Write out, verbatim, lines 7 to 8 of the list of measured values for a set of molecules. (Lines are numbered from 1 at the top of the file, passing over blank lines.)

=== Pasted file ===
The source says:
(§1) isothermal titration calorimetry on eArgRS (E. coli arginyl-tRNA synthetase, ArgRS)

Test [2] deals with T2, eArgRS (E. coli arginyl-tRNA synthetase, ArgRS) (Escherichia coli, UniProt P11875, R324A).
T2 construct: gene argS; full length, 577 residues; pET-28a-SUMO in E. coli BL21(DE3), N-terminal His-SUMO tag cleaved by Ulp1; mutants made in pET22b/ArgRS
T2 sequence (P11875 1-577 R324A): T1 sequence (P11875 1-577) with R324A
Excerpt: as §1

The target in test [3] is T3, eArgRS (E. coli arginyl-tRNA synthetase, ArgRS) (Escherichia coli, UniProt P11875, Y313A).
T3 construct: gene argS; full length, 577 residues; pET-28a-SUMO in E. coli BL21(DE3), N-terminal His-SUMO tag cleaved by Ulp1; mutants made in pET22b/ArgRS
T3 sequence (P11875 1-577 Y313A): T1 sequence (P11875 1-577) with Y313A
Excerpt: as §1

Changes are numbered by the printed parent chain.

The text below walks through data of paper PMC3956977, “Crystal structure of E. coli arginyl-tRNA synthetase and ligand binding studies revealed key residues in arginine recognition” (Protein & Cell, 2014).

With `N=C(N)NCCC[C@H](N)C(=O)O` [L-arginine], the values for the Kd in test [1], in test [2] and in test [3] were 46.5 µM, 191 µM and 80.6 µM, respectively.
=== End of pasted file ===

The target in test [3] is T3, eArgRS (E. coli arginyl-tRNA synthetase, ArgRS) (Escherichia coli, UniProt P11875, Y313A).
T3 construct: gene argS; full length, 577 residues; pET-28a-SUMO in E. coli BL21(DE3), N-terminal His-SUMO tag cleaved by Ulp1; mutants made in pET22b/ArgRS